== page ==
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    Re: telegraphic longitude article
    From: Paul Hirose
    Date: 2003 Dec 26, 23:09 -0800

    To measure the clock offset and propagation delay, the break-circuit
    chronometers at both stations were connected to the telegraph circuit
    and their pulses compared.
    Suppose the chronometer at station A is ten seconds behind B, and
    there's zero propagation delay. From the point of view of A, the B
    pulses arrive ten seconds early. But B observes A's pulses arriving 10
    seconds late.
    This symmetry doesn't occur if there's a propagation delay. Let's say
    it's 0.1 second. Now A sees the pulses from B arrive 9.9 seconds
    early. On the other hand, B sees the A pulses arrive 10.1 seconds
    In reality, it was probably not technically feasible to put both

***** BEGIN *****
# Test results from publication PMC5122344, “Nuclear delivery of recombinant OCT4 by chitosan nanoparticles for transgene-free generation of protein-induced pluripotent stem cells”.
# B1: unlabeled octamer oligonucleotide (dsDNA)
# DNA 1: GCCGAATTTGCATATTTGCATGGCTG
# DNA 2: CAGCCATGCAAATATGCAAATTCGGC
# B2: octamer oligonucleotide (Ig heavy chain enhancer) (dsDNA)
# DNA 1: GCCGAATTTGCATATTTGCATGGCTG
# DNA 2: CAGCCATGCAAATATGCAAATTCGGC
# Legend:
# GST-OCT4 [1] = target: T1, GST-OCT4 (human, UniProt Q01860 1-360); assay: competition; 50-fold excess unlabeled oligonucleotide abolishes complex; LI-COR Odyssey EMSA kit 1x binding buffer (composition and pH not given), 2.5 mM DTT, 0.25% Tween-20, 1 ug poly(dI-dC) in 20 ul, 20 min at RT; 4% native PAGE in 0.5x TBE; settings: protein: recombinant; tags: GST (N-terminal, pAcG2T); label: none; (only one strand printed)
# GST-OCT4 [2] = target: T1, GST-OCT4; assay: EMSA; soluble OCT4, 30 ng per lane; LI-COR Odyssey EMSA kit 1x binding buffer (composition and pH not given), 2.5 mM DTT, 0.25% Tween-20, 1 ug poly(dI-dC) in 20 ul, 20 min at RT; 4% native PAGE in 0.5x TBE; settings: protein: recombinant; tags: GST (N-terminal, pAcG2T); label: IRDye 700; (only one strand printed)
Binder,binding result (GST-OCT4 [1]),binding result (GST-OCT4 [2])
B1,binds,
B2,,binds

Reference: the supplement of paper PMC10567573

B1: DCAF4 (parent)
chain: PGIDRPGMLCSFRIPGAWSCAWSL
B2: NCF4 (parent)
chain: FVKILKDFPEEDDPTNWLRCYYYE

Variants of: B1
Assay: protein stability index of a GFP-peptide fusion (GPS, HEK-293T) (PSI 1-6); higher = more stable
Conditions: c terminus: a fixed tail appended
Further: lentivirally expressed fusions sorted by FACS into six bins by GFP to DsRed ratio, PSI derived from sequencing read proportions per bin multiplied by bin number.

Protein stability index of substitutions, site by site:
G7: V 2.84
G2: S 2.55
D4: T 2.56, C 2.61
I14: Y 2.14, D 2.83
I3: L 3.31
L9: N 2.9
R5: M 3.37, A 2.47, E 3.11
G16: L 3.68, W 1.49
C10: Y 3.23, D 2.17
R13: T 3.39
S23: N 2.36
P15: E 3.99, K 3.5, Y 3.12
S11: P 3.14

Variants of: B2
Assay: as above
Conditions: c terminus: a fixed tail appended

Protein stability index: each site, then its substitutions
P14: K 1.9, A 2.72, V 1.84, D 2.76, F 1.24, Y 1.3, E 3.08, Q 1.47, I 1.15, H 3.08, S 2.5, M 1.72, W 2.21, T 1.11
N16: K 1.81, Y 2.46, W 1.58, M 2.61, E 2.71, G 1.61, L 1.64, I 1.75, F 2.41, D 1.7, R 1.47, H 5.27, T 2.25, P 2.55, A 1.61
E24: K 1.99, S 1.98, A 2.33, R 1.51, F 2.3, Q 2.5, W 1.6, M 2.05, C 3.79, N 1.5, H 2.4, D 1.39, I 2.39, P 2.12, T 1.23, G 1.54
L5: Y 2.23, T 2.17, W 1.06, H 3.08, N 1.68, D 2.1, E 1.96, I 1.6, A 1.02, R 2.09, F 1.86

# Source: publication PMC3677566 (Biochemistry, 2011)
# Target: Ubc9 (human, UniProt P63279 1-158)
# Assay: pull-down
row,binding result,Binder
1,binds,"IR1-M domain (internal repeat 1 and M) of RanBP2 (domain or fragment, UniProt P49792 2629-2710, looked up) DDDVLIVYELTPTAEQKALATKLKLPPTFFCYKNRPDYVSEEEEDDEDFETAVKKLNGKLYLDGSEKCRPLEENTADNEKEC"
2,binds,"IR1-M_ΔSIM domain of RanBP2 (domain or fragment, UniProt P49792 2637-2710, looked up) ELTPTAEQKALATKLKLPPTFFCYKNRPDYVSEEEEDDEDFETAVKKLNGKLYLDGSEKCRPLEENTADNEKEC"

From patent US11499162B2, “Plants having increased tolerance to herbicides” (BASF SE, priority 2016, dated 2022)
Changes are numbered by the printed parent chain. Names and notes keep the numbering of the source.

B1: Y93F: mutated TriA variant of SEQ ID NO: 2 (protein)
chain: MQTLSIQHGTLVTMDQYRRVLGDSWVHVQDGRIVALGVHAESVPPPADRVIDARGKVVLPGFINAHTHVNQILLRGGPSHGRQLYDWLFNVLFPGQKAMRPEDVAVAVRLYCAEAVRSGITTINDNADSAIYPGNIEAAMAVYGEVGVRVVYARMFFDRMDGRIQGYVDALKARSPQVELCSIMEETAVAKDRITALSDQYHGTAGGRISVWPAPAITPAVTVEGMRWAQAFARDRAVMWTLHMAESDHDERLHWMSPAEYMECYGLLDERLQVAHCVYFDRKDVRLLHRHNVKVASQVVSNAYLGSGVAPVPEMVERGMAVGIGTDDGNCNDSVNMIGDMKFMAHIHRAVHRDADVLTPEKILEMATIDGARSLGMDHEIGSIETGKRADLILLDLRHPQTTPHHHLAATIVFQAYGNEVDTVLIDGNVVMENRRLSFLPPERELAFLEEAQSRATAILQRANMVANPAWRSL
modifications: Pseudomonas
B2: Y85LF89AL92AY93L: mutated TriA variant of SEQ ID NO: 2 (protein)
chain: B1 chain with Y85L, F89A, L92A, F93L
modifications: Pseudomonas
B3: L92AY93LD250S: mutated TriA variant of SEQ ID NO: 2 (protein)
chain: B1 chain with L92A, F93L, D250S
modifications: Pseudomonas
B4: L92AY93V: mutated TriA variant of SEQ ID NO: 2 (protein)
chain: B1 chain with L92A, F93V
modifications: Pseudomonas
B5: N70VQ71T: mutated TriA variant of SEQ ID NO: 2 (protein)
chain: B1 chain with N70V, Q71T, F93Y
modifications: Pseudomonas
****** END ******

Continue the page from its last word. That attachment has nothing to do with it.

chronometers on line simultaneously. Instead, chronographs at A and B
    would simultaneously record the pulses on rotating paper drums, but
    only one chronometer at a time would be on line. By analyzing the
    graphs in the office, the true clock offset could be recovered.
    I think the chronometers produced one-second pulses, with the pulse at
    the top of each minute inhibited to allow specific seconds to be
    identified in the chronograph trace. I've seen one of these
    chronometers for sale on eBay. It had been used by the U.S. Coast &
    Geodetic Survey.
    In later years, the chronograph and break-circuit chronometer
    continued in use, but you didn't need the telegraph link to a second
    observing station anymore. Radio time ticks recorded on the
    chronograph provided the time reference.

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